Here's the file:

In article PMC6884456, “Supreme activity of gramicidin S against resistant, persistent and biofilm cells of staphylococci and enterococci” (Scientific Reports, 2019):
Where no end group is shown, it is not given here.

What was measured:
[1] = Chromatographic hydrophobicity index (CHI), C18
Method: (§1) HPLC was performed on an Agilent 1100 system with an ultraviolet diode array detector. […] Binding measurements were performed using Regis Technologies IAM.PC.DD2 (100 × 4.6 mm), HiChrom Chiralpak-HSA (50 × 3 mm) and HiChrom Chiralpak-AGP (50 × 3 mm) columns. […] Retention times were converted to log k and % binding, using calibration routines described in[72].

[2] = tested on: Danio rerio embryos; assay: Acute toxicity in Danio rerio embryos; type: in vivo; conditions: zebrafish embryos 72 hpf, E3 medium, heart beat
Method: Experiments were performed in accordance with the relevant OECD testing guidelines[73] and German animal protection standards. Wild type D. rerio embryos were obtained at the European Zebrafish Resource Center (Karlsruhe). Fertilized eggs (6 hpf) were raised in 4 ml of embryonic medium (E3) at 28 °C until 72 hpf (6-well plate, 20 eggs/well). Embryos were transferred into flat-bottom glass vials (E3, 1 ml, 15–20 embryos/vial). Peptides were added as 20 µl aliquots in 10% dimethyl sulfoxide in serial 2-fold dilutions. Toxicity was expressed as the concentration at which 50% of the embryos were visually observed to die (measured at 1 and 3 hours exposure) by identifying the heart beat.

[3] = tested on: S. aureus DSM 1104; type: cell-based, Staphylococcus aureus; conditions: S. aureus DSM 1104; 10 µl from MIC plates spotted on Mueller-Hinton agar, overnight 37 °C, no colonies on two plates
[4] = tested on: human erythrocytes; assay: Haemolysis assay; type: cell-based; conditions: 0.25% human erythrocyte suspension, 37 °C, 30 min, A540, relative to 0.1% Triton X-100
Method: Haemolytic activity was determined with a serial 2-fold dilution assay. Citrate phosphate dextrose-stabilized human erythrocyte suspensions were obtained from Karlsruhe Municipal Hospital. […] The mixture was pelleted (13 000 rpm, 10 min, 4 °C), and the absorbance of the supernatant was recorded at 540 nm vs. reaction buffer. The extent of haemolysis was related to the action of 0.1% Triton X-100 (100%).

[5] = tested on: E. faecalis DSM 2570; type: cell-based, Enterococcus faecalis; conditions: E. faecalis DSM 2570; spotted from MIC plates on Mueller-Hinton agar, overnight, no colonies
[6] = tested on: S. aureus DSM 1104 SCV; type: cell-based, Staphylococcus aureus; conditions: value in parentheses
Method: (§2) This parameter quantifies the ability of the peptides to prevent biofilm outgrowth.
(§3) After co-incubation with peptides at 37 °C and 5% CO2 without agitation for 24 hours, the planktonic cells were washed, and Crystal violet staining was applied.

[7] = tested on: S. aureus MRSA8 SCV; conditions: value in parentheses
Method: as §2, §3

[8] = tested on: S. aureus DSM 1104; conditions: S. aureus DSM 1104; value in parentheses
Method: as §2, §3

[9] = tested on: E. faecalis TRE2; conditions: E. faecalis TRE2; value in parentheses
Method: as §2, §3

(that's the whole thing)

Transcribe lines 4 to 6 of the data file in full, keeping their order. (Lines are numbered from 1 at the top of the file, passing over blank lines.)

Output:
[1] = Chromatographic hydrophobicity index (CHI), C18
Method: (§1) HPLC was performed on an Agilent 1100 system with an ultraviolet diode array detector. […] Binding measurements were performed using Regis Technologies IAM.PC.DD2 (100 × 4.6 mm), HiChrom Chiralpak-HSA (50 × 3 mm) and HiChrom Chiralpak-AGP (50 × 3 mm) columns. […] Retention times were converted to log k and % binding, using calibration routines described in[72].

[2] = tested on: Danio rerio embryos; assay: Acute toxicity in Danio rerio embryos; type: in vivo; conditions: zebrafish embryos 72 hpf, E3 medium, heart beat